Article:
if you hadn't already known this about the PDP-8

From: Bill McDermith <bill_mcdermith_at_yahoo.com>
Date: Thu Dec 13 15:03:13 2001

Perhaps today when you can pack arbitrarily large amounts of
hardware on a chip, memory is (practically) free, we (mostly) all
have internet connections, disks are gigantic, and computer
systems are cheap (er, inexpensive), it's hard to understand the
pdp-8 and contemporary computers... ;-)

Gunther Schadow wrote:

> I found this really interesting: The PDP-8 has no concept of a
> stack. It does have sub-routines though. Instead of pushing the
> instruction pointer onto a stack, it's being written at the
> location to which the call is directed (first address of the
> subroutine). Then a return is simply an indirect jump to that
> first address of the subroutine.

Actually, most machines from this era used this method or something
like it... The CDC6000s actually stored a branch to the return
address in the first word of the subroutine.

You can, of course, implement stacked subroutine calls in
a pdp-8... This sort of thing was generally left as an exercise
to the student (I was one of those around that time... :-)

As an interesting side note, from my understanding, the MIPS
processor doesn't have a stack in the same way as the pdp-8
doesn't -- it has to be implemented "by hand", with stores
through a register (stack pointer) with the register incremented
or decremented... Of course, the MIPS has registers (note the
plural), while the pdp-8 has an accumulator.

> This is hillarious! Wasn't the notion of a stack arond already
> before 1965?

Sure, the notion was around, look in Fundamental Algorithms
(Knuth,1968, a reference I still have on my desk...)
Stacks were mostly implemented in FORTRAN arrays, along
with linked lists and other "modern" data structures... :-)

I guess, after spending so much time programming those things, I had
missed the "hilarious" aspect of it... :-)

> The coolest thing is that inspite of this "unique" way of handling
> subroutines, the PDP-8 had a timesharing system TSS-8. I suppose
> they could not share code segments then, so if three users were
> doing FOCAL, they would have 3 instances of the FOCAL code in
> memory (or swapping in and out to disk.) And all this at maximally
> 32 kB of memory! Amazing.

Oh, and look at all the other suffering! Those three "users" on asr33
teletypes running at 110 baud, saving their programs on paper tape,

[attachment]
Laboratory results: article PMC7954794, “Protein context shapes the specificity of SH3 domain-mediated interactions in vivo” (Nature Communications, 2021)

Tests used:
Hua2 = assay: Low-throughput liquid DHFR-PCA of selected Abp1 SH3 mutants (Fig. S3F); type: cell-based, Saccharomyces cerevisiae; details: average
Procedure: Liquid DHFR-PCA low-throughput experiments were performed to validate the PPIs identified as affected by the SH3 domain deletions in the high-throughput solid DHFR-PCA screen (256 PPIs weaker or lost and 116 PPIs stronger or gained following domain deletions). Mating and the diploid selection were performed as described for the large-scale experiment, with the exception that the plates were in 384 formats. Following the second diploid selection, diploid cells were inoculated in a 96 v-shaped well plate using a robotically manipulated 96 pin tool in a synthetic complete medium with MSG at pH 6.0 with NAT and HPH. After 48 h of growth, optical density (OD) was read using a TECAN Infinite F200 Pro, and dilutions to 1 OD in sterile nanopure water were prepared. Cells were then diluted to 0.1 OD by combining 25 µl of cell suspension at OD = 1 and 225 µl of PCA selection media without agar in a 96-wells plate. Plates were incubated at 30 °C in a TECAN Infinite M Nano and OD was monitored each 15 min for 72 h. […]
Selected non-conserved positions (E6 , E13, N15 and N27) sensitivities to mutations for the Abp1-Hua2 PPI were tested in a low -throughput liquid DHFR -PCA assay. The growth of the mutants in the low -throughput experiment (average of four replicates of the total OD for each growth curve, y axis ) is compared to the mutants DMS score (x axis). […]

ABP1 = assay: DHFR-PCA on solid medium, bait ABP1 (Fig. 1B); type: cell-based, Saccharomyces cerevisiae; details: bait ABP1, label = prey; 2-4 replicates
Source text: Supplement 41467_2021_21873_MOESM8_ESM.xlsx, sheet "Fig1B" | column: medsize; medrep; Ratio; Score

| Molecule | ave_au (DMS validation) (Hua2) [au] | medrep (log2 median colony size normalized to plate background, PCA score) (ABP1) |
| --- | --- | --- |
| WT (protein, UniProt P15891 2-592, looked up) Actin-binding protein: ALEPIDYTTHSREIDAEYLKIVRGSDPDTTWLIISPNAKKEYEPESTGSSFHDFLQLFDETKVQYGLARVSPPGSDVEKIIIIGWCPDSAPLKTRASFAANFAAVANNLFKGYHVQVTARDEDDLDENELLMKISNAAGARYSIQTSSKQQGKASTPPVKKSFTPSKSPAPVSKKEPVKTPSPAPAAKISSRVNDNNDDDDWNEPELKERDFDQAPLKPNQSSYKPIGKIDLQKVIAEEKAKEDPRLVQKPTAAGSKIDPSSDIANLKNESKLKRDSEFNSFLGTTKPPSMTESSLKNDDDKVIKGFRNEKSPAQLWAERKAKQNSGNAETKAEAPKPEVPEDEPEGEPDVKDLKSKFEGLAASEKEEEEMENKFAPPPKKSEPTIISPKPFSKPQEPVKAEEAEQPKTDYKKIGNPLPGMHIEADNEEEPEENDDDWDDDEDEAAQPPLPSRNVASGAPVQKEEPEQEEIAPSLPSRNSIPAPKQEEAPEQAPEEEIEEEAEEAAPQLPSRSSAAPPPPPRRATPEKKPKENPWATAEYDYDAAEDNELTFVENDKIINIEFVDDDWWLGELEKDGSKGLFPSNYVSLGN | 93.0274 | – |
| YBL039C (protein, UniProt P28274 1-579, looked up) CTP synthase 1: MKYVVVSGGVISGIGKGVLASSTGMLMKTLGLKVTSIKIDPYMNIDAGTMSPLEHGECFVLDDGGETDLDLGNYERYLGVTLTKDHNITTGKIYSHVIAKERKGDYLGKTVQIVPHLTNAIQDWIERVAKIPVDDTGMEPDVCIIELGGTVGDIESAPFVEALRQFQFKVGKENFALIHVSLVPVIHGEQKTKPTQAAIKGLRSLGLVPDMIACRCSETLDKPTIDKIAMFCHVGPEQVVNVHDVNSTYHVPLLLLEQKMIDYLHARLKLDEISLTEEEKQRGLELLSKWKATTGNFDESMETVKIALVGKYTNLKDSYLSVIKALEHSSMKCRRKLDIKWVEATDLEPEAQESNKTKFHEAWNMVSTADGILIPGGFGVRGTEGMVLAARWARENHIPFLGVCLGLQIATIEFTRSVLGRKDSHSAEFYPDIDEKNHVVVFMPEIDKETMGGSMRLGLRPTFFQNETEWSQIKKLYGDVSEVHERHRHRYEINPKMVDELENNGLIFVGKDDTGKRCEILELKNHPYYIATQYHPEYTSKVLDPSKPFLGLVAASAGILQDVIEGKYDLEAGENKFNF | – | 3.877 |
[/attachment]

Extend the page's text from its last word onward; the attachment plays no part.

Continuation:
reading those programs through the reader on the tty, and splicing
the tape! The hours spent playing games like lunar lander, with its
wonderful tty graphics! A huge program was a box of cards (2000
as I remember... :-)
And the -- oh, oh, sorry, pardon the nostalgia trip... <grin>

In a sense, the hp2000c timesharing system did have "shared code
segments", in the sense that the whole time sharing system was a
basic interpreter with a file system/command processor tacked on,
so all the users (32 max, as I recall, it you has both multiplexors
in the 2114 communications processor...) shared the same "code".
The user area was swapped...

> I just wonder how the kernel calls were handled. The kernel was
> called "Monitor." That may be the revealing piece of it: perhaps
> the Monitor was a monitor, so only one thread could ever execute
> any of the monitor's code at the same time.

Kernel?!!? We don't need no stinking kernel!
Real programmers read and write directly to the devices!
(Or just use the switch register!)
Operating system, Bah, Humbug! :-)

> That raises a last question: what was first, the TSS-8 kernel
> called "Monitor" or the operating system technical term "monitor"?
> Dijkstra's classic semaphore paper was back in 1968, and my "new"
> Introduction to Programming book is printed 1968 too. AFAIK
> the monitor construct is younger than the semaphore, right? So,
> could it be that the technical term "monitor" comes from taking the
> functioning of the TSS-8 kernel as a paradigma?

The 7090 and 7094 at MIT in 1963 were controlled by the FORTRAN
Monitor System ( http://www.multicians.org/thvv/7094.html ), so the use
of monitor as this type of term goes back at least that far... The first ref

that I found to semaphores is Dijkstra in 1968, but it seems to me that the
term was in use before that...
(Other than in connection with signal flags and railroad signals, etc.
And monitors? heavily armored gunboats around Civil War time,
I believe... Named after the prototype...)

> fun stuff, isn't it?
> -Gunther

I would have to echo the comment by Fredrick P. Brooks, Jr., from
the Epilogue of the new revision of his classic book,
"The Mythical Man-Month":

"To only a fraction of the whole human race does God give the privilege
of earning one's bread doing what one would have gladly pursued for
free, for passion. I am very thankful." (Page 291)

After doing this for nearly thirty years, I still can't believe I'm getting
_paid_ to do this. Yes, I'd have to say it is fun, both looking back
and in the larger sense...

> PS: I think one could emulate something like a stack on the
> PDP-8 using the auto-increment registers in the PDP-8's zero
> page. Of course it would work without them, but it may make
> the one of the operations push or pop more efficient...
> --
> Gunther Schadow, M.D., Ph.D. gschadow_at_regenstrief.org
> Medical Information Scientist Regenstrief Institute for Health Care
> Adjunct Assistant Professor Indiana University School of Medicine
> tel:1(317)630-7960 http://aurora.regenstrief.org

Do You Yahoo!?
Get your free _at_yahoo.com address at http://mail.yahoo.com
Received on Thu Dec 13 2001 - 15:03:13 GMT

This archive was generated by hypermail 2.3.0 : Fri Oct 10 2014 - 23:33:38 BST